Receive a message and send back a corresponding message if such is found in the translations file. The translations file must contain an even number of NDEF messages which are sequentially read into inbound/outbound pairs to form a translation table. If the receved message corresponds to any of the translation table inbound messages the corresponding outbound message is then sent back.

$ [OPTIONS] recv send [-h] TRANSLATIONS

A file with a sequence of NDEF messages.


Get a smartphone to open the nfcpy project page (which in fact just points to the code repository and documentation).

$ send link "nfcpy project home"

Send the source file On an Android phone this should pop up the “new tag collected” screen and show that a text/x-python media type has been received.

$ send file

The file is about 11 KB and may take some time to transfer, depending on the phone hardware and software. With a Google Nexus 10 it takes as little as 500 milliseconds while a Nexus 4 won’t do it under 2.5 seconds.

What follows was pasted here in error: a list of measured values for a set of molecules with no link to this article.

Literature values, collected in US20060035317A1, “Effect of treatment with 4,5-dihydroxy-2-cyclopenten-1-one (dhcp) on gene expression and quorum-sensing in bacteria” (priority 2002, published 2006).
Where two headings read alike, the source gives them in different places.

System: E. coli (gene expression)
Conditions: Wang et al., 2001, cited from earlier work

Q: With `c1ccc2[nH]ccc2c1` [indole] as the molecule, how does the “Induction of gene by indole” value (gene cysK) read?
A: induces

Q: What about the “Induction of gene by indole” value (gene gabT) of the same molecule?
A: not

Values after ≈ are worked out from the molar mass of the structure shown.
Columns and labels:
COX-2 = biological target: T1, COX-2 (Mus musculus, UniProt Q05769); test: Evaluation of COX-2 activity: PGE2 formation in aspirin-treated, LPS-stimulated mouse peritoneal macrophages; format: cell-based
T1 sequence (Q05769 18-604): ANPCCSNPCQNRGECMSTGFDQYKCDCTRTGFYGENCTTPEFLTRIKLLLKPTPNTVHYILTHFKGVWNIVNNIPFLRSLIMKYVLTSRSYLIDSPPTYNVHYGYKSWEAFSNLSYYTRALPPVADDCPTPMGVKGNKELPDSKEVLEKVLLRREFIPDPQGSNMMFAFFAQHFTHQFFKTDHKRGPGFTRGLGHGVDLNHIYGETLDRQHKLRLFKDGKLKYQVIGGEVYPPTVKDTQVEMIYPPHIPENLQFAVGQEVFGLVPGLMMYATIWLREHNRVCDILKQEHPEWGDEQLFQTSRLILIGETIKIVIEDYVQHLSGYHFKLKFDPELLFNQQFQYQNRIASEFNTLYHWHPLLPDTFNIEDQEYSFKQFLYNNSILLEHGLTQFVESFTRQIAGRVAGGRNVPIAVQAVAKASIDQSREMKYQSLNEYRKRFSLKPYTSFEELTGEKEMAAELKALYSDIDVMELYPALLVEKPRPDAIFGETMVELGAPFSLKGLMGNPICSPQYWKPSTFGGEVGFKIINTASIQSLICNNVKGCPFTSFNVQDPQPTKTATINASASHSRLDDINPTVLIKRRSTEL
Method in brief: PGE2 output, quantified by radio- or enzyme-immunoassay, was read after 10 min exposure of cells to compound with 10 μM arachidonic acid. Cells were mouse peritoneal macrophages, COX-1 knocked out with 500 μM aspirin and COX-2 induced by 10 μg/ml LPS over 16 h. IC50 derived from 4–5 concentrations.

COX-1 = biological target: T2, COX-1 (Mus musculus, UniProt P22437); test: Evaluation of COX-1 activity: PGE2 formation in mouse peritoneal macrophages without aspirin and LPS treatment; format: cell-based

$ send --timeit file

Receive a single NDEF message from the peer device and save it to message.ndef (note that if message.ndef exists the received data will be appended):

$ recv save message.ndef

With the --loop option it gets easy to collect messages into a single file.

$ --loop recv save collected.ndef

A file that contains a sequence of request/response message pairs can be used to send a specific response message whenever the associated request message was received.

$ echo -n "this is a request message" > request.txt
$ pack -n '' request.txt -o request.ndef
$ echo -n "this is my reponse message" > response.txt
$ pack -n '' response.txt -o response.ndef
$ cat request.ndef response.ndef > translation.ndef
$ recv send translation.ndef